FAQs

Frequently Asked Questions About the Montessori Method

Montessori is a pre-school system, isn’t it?

Montessori schools may be best known for their programs with young children, but the underlying educational method describes programs for students up through high school.

Aren’t Montessori children free to do whatever they want in the classroom? 
How do you ensure each one gets a fully rounded education?

Montessori children are free to choose within limits, and have only as much freedom as they can handle with appropriate responsibility. The classroom teacher and assistant ensure that children do not interfere with each other, and that each child is progressing at his/her appropriate pace in all subjects.

Montessori classrooms look so different…. Where are the students’ desks? Where do teachers stand?

The different arrangement of a Montessori classroom mirrors the Montessori method’s differences from traditional education. Rather than putting the teacher at the focal point of the class, with children dependent on her for information and activity, the classroom shows a literally child-centered approach. Children work at tables or on floor mats where they can spread out their materials, and the teacher circulates about the room, giving lessons or resolving issues as they arise.

Are Montessori schools as academically rigorous as traditional schools?

Yes; Montessori classrooms encourage deep learning of the concepts behind academic skills rather than rote practice of abstract techniques. Our students compete successfully with traditionally educated students in a variety of high schools and universities.

Without objective measurements like grades, how do you assess a Montessori child’s performance?

Parents of children at all levels at Children’s House Montessori School meet once a year in conference with their children’s teachers to learn more about classroom work and behavior. Classroom teachers keep records of lessons given and work practiced and  also offer the benefit of their individualized observations of the child’s work in the classroom.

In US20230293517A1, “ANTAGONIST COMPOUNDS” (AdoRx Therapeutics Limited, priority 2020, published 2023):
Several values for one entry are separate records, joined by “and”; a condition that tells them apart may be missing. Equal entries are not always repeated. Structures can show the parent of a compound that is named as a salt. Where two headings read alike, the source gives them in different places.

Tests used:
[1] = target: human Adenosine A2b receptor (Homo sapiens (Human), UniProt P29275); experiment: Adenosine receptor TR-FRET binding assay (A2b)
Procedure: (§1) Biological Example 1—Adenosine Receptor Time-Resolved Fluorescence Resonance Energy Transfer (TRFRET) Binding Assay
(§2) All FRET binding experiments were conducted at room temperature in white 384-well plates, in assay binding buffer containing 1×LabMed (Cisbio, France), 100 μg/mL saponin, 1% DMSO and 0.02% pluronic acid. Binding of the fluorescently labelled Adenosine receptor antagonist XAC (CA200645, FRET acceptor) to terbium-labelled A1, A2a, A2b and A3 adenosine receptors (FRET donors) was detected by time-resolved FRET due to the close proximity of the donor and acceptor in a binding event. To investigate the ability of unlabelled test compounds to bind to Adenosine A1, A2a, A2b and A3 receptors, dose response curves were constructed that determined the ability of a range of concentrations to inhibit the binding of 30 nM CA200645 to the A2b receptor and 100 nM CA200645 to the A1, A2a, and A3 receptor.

In addition, each year our students in grades 3-6 complete the Stanford 10 a  standardized test scored against a norm group of students from other schools nationwide.

Is it true Montessori schools have no textbooks and no homework?

Montessori education is experiential and hands-on; children work with specially designed materials in the classroom before learning abstract pencil-and-paper methods. As students grow into the elementary years, textbooks may be used as references. Students tend to do their own research rather than relying on a class textbook’s descriptions.

 Homework is always relevant. Primary children may bring home a reading book to share, elementary students practice spelling words and math facts and may work on projects and reports.

Since Montessori classrooms emphasize non-competitiveness, how are students adequately prepared for real-life competition later on?

Montessori classrooms emphasize competition with oneself: self-monitoring, self-correction, and a variety of other executive skills aimed at continuous improvement. Students typically become comfortable with their strengths and learn how to address their weaknesses. In older classes, students may participate in competitive activities giving their best performances while simultaneously encouraging peers to do the same. It is a healthy competition in which all contenders are content that they did their best in an environment with clear and consistent rules.

Yes; students learn a variety of sports through regular physical education and fitness classes.

How do Montessori graduates fare in the real world, where they do not always set the agenda?

Increasingly, the world of modern education and business favors creative thinkers who combine personal initiative with strong collaborative skills: exactly the characteristics which Montessori education nurtures. Cultural movers and shakers from Julia Child to the founders of Google have spoken of how their childhood experiences in Montessori gave them not only the ability to work cooperatively in existing settings, but also the skills of confidence, creativity, and communication needed to make innovative and ground-breaking changes.

Are there any independent studies comparing traditional and Montessori schools?

Yes; see our “Montessori Resources” page for extracts from and links to some of the latest publications.

Have your own question about Montessori? Email us or schedule a visit to Children’s House Montessori School.

Content courtesy of John Long from The Post Oak School in Houston Texas.

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